One man’s poison is another man’s meat Ever since the Supreme Court pronounced its verdict on licence and spectrum fee dues by telcos to the government, shares of Vodafone Idea Ltd have fallen by 48% to a mere ₹2.95 per share. Meanwhile, shares of Bharti Airtel Ltd have been resolute at the ₹360 levels.
It’s not that Airtel has not been affected. On Thursday, while announcing its September quarter results, the company said it has provided for a liability of ₹34,260 crore ($4.8 billion), in keeping with the apex court’s directions on calculating its dues. Airtel had cash, cash equivalents and investments worth ₹18,473 crore at the end of September 2019. Its net debt stood at ₹1.18 trillion. Undoubtedly, its leverage ratio will spike as a result of the order.
Airtel’s investors are, however, taking courage from the fact that even in the worst-case scenario, that is, even if it does not get any relief from the government, the Sunil Mittal-led telco will stand to gain market share, which will result from the exit of Vodafone Idea from the market.
Besides, if the government provided significant relief, Airtel still stands to gain. For stock markets, therefore, Airtel is far better placed. Vodafone Idea, in turn, reported a ₹44,150 crore liability, and a cash balance of around ₹15,390 crore.
The government has asked telcos to pay the dues within the three-month deadline set by the Supreme Court, which ends in end-January.
Airtel’s leverage ratios are far better than Vodafone Idea’s and it is expected to have better access to funding to pay the dues demanded by the government. The firm’s stronger financial position is also reflected in its better financial performance.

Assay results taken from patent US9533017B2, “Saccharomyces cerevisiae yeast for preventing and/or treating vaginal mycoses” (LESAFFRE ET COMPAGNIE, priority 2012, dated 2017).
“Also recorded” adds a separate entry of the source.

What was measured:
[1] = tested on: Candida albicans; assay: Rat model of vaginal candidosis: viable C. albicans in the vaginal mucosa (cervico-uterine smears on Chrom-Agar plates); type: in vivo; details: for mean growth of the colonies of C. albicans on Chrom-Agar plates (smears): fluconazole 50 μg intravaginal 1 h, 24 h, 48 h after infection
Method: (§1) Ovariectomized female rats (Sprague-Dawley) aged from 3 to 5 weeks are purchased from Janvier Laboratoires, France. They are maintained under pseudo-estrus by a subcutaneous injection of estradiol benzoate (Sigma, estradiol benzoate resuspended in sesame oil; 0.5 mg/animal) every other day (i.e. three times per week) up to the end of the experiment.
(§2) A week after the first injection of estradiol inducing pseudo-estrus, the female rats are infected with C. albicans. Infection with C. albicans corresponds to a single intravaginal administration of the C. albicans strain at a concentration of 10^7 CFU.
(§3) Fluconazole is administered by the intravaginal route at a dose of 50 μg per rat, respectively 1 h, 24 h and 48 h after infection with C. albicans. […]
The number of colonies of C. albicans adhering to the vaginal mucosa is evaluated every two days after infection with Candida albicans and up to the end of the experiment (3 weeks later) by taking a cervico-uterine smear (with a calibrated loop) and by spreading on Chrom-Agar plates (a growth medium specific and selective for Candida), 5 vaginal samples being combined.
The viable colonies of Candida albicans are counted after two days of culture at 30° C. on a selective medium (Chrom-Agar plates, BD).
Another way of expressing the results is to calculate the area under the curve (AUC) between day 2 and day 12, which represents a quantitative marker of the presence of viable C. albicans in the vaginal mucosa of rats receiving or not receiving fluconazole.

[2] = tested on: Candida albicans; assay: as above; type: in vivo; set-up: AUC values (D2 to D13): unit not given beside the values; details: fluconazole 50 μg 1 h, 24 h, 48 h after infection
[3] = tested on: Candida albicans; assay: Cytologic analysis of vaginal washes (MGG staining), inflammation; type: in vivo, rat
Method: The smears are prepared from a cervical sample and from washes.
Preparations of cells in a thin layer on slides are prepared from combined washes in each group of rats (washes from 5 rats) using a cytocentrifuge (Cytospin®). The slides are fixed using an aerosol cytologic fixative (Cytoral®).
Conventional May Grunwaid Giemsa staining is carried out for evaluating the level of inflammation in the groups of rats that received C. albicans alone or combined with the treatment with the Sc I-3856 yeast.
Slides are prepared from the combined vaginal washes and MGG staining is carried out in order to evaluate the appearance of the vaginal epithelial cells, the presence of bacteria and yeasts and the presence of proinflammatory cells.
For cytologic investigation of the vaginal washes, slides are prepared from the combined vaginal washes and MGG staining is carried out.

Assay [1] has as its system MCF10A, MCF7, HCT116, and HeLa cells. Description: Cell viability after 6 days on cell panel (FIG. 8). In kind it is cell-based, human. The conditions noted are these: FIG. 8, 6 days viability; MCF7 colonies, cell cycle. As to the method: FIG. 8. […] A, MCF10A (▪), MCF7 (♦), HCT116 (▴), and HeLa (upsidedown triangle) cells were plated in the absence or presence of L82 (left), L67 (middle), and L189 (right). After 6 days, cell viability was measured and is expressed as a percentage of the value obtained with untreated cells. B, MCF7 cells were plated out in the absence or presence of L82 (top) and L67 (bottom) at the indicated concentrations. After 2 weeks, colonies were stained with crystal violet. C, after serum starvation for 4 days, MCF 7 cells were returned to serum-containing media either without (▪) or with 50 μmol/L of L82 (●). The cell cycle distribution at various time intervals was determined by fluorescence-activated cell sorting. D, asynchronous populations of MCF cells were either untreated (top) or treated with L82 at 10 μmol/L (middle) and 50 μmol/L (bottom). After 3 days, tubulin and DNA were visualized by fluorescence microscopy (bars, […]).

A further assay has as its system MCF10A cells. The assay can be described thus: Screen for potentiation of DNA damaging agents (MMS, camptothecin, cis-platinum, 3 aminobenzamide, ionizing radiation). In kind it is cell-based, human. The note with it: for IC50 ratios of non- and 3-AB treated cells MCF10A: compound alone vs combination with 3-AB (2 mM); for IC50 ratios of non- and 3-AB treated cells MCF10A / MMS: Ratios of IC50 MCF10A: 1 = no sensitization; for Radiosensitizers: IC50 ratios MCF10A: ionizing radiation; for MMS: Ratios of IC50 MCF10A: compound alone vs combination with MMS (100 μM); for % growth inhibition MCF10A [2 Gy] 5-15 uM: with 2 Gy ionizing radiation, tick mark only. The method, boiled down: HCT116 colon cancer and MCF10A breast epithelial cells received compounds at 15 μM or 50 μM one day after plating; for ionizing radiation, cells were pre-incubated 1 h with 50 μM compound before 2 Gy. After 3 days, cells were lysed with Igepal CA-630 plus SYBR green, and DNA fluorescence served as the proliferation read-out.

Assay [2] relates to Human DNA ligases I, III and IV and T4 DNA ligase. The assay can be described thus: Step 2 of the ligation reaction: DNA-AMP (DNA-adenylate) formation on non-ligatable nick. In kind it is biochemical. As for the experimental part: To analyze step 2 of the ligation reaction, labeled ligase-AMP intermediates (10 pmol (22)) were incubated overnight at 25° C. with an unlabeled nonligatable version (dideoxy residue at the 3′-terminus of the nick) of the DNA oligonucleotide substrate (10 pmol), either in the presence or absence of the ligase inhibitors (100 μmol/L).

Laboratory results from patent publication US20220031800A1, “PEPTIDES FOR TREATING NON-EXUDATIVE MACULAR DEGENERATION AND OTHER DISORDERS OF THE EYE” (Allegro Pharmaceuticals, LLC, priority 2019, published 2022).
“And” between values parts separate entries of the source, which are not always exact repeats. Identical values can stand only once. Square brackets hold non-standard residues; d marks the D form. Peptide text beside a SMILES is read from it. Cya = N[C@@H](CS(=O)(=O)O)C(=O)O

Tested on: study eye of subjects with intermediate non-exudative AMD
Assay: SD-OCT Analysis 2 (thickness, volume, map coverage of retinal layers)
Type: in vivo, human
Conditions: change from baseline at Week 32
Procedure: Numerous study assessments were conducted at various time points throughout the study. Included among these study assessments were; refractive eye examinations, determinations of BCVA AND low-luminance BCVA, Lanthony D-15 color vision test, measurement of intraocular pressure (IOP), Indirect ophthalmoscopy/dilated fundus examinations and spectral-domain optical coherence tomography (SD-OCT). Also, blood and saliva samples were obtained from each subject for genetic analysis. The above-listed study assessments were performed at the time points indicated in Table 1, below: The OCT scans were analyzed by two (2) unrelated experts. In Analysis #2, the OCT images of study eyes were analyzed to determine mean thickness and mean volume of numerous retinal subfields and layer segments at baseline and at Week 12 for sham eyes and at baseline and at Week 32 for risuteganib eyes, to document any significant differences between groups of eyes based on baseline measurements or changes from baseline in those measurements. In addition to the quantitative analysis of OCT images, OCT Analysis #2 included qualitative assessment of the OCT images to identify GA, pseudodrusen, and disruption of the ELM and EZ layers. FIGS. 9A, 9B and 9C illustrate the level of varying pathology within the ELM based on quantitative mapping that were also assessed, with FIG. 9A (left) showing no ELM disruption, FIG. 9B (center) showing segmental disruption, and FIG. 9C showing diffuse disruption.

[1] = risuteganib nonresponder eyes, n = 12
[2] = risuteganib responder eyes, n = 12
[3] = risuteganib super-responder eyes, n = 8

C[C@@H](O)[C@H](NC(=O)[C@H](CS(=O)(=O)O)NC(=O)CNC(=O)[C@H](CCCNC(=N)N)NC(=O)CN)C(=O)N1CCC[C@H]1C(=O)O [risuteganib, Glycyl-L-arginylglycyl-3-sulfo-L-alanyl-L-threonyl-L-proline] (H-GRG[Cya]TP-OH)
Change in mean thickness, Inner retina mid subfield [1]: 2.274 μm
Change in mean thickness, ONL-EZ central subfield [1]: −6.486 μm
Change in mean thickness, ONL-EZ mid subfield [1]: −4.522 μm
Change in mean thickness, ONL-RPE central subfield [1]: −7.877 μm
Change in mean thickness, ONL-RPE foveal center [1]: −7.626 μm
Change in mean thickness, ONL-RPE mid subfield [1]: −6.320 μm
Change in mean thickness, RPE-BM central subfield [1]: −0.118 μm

Airtel reported 3% sequential increase in Ebitda (earnings before interest, tax, depreciation and amortization) on the back of 1% growth in revenue. Most analysts were projecting a sequential fall in operating earnings, with Q2 being a seasonally weak quarter.
Vodafone Idea, on the other hand, reported an 8.3% sequential decline in Ebitda on a like-to-like basis, on the back of a 3.8% fall in revenue. The company’s weak network is resulting in market share losses.
Part of Airtel’s gains in profitability were due to a one-off recovery in bad debt, although the quantum of the write-back was not revealed by the company.
The improvement in sequential performance considerably reduced operating losses (i.e. losses before interest and tax) at the company’s India mobile services unit. As a consequence, the loss before tax at the consolidated entity more than halved sequentially to ₹623 crore.
But these changes of a few hundred crore in quarterly losses are insignificant in light of the larger issue of government dues and the possibility of a relief package. News flow on the extent of relief and the possibility of a duopoly market will determine the direction of the Airtel stock.